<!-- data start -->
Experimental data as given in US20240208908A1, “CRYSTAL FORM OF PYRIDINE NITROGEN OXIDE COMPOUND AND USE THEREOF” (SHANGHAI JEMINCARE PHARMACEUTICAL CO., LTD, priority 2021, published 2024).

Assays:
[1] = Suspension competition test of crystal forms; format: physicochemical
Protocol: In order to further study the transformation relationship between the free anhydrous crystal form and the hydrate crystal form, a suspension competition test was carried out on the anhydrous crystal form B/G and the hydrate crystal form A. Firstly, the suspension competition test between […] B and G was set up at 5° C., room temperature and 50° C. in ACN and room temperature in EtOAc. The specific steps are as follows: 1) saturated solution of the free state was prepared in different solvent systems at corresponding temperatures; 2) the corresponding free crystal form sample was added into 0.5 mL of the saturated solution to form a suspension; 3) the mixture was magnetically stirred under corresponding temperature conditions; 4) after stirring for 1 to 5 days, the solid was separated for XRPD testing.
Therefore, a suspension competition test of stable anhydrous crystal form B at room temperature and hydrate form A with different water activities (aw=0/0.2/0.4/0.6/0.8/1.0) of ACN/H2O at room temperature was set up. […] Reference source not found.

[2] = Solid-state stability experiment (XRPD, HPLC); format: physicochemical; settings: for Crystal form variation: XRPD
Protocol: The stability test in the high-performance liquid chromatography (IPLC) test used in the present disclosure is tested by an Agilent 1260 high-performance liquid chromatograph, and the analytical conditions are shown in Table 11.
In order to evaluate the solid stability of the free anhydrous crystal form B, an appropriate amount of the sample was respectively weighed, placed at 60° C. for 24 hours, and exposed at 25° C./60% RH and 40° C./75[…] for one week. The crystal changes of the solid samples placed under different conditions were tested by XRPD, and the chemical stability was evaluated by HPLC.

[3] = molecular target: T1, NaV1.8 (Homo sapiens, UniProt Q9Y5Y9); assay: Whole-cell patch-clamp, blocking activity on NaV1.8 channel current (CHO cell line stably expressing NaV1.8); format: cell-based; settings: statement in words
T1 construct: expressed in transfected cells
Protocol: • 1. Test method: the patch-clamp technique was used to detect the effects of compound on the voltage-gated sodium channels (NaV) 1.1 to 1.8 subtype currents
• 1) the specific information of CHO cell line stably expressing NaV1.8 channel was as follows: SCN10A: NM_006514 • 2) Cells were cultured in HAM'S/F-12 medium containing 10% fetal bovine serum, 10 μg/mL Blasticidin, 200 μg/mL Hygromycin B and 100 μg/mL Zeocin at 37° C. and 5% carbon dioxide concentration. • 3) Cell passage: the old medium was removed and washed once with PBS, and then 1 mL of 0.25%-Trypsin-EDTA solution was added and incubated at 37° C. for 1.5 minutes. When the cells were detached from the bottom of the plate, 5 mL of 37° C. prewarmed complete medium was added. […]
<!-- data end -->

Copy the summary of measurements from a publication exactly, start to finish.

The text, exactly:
Experimental data as given in US20240208908A1, “CRYSTAL FORM OF PYRIDINE NITROGEN OXIDE COMPOUND AND USE THEREOF” (SHANGHAI JEMINCARE PHARMACEUTICAL CO., LTD, priority 2021, published 2024).

Assays:
[1] = Suspension competition test of crystal forms; format: physicochemical
Protocol: In order to further study the transformation relationship between the free anhydrous crystal form and the hydrate crystal form, a suspension competition test was carried out on the anhydrous crystal form B/G and the hydrate crystal form A. Firstly, the suspension competition test between […] B and G was set up at 5° C., room temperature and 50° C. in ACN and room temperature in EtOAc. The specific steps are as follows: 1) saturated solution of the free state was prepared in different solvent systems at corresponding temperatures; 2) the corresponding free crystal form sample was added into 0.5 mL of the saturated solution to form a suspension; 3) the mixture was magnetically stirred under corresponding temperature conditions; 4) after stirring for 1 to 5 days, the solid was separated for XRPD testing.
Therefore, a suspension competition test of stable anhydrous crystal form B at room temperature and hydrate form A with different water activities (aw=0/0.2/0.4/0.6/0.8/1.0) of ACN/H2O at room temperature was set up. […] Reference source not found.

[2] = Solid-state stability experiment (XRPD, HPLC); format: physicochemical; settings: for Crystal form variation: XRPD
Protocol: The stability test in the high-performance liquid chromatography (IPLC) test used in the present disclosure is tested by an Agilent 1260 high-performance liquid chromatograph, and the analytical conditions are shown in Table 11.
In order to evaluate the solid stability of the free anhydrous crystal form B, an appropriate amount of the sample was respectively weighed, placed at 60° C. for 24 hours, and exposed at 25° C./60% RH and 40° C./75[…] for one week. The crystal changes of the solid samples placed under different conditions were tested by XRPD, and the chemical stability was evaluated by HPLC.

[3] = molecular target: T1, NaV1.8 (Homo sapiens, UniProt Q9Y5Y9); assay: Whole-cell patch-clamp, blocking activity on NaV1.8 channel current (CHO cell line stably expressing NaV1.8); format: cell-based; settings: statement in words
T1 construct: expressed in transfected cells
Protocol: • 1. Test method: the patch-clamp technique was used to detect the effects of compound on the voltage-gated sodium channels (NaV) 1.1 to 1.8 subtype currents
• 1) the specific information of CHO cell line stably expressing NaV1.8 channel was as follows: SCN10A: NM_006514 • 2) Cells were cultured in HAM'S/F-12 medium containing 10% fetal bovine serum, 10 μg/mL Blasticidin, 200 μg/mL Hygromycin B and 100 μg/mL Zeocin at 37° C. and 5% carbon dioxide concentration. • 3) Cell passage: the old medium was removed and washed once with PBS, and then 1 mL of 0.25%-Trypsin-EDTA solution was added and incubated at 37° C. for 1.5 minutes. When the cells were detached from the bottom of the plate, 5 mL of 37° C. prewarmed complete medium was added. […]